The Other Kind of Play for Grown-Ups

Play is often considered the opposite of work and strictly for children. ‘Adult play’, in comparison, is the domain of discreet brown-paper wrappers (or deleted search histories for the more digitally savvy) and would likely be discouraged as part of a museum visit. It’s a shame that play has been tarnished in this way, as either silly and juvenile or sexual and risque. It doesn’t leave much space for the happiness that play can bring to grown-ups (just try frowning on a see-saw), or acknowledging the playful aspects of ideas generation and creativity. I’m running a session on play with museum educators next week, so it’s a subject currently at the front of my mind. I’m interested in playful approaches to museum learning programming for all ages, as well as how Learning teams can be more playful when planning and developing their programmes.

Manchester Museum, with the support of the Happy Museum Project, recently published Rules for a Playful Museum, a manifesto which does what it says on the tin. The museum commissioned play specialists to work with their front-of-house team, with the aim of developing a playful environment for families. The resulting rulebook, which can be read online, offers suggestions and encourages a positive ‘yes, and…’ approach. Across the Atlantic, San Francisco Museum of Modern Art (SFMoMA) has launched PlaySFMoMA, which takes an interesting approach to play, focussing on artists and games. According to their website…

PlaySFMOMA is a museum initiative that supports the development of avant-garde and artist-made games, and investigates instances of games and interactive play throughout art history. Through research projects, workshops, events, and a designer-in-residence series, the program explores games as a creative medium and means of audience engagement. PlaySFMOMA provides a platform for artists working in games, and introduces museum audiences to the expressive potential of this medium.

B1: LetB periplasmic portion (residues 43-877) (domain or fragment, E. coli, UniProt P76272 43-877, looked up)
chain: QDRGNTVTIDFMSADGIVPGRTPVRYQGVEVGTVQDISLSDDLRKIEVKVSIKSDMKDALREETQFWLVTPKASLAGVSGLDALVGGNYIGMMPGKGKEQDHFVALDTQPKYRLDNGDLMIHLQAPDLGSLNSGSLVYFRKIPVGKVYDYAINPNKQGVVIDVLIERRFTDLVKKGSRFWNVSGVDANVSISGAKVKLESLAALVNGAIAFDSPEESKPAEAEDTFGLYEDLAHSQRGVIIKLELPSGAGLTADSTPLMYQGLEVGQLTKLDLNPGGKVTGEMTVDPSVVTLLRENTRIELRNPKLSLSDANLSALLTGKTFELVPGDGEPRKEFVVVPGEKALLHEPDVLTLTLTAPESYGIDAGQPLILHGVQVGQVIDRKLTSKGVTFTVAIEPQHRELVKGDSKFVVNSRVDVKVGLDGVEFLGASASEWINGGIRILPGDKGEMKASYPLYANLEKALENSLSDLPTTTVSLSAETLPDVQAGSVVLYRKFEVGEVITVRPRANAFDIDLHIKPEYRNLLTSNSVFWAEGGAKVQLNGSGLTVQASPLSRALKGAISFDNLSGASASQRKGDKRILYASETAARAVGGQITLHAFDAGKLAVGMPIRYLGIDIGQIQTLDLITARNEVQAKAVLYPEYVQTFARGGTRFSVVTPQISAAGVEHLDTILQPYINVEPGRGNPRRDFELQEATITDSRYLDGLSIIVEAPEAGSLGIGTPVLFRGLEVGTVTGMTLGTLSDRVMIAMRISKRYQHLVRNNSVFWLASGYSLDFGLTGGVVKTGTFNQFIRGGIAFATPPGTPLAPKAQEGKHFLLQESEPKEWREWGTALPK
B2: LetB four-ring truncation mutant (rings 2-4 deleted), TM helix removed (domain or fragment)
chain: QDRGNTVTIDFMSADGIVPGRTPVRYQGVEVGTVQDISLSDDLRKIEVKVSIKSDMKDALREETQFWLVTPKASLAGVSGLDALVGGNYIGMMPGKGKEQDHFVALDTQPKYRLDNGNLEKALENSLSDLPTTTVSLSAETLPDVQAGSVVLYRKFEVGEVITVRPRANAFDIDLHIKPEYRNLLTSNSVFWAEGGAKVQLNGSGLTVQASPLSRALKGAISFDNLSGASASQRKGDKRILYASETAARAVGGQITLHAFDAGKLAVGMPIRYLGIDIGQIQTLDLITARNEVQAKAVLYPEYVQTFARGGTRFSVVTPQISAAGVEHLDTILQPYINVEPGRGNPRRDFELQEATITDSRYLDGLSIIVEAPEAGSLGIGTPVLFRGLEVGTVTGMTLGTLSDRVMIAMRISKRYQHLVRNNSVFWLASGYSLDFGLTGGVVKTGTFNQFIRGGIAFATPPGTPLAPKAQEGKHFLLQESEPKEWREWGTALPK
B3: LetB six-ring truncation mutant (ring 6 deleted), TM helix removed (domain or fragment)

At the V&A, the Schools Team has developed a simple and effective analog game called Six Degrees, inspired by the Six Degrees of Separation principle (that we are only six hops away from knowing everyone else on the planet – for example, a friend of a friend is two hops. This principle morphed into a popular movie geek game in the 1990s, Six Degrees of Kevin Bacon). Our Six Degrees game provides a starting object and an ending object, totally unrelated and often on opposite sides of the building, and the challenge is, working in teams, to join the two by finding four intermediate objects, like links in a chain. Associations can be straight-forward (ie. both of these things are yellow), but I like to encourage some healthy competition and award a prize for the most unexpected, unusual and elaborate sequence. This leads to some very funny, baroque and surreal object combinations and gives the participants a fantastic new perspective on the collections. We use it with primary and secondary school pupils, and as part of teacher training sessions.

With pressing headlines and heavy workloads, I know it can feel like time-sucking faff to play about with new ideas and approaches when programming. However, it’s worth thinking about the care we put into encouraging creativity in others, and trying to stimulate those same impulses in our own teams. If I have to choose between a flipchart in a bare white room, or having a play with post-its out in the galleries, I know what my preference would be. There’s nothing worse than organised fun and ‘aren’t we wacky’ team-building exercises, but I do think it’s possible to generate an authentic playful atmosphere when planning; where the team feel free to be a bit daft, make each other laugh, and come up with good ideas. If you’re interested in this approach, the fantastic blog Design Thinking for Museums recently posted an article on ‘Why Play is Essential to the Design Thinking Process’. It includes plenty of interesting links to follow and useful tips for injecting play into programme planning – worth a look. I have also enjoyed noodling around the School of Play website; it describes itself as ‘a popup school dedicated to promoting happier adulthood through lifelong play’, and their blog covers many aspects of play, including the benefits for health, happiness and well-being. Who doesn’t need more of that in their lives?

Header Image: Free Basket, 2010, by Los Carpinteros, at Indianapolis Museum of Art

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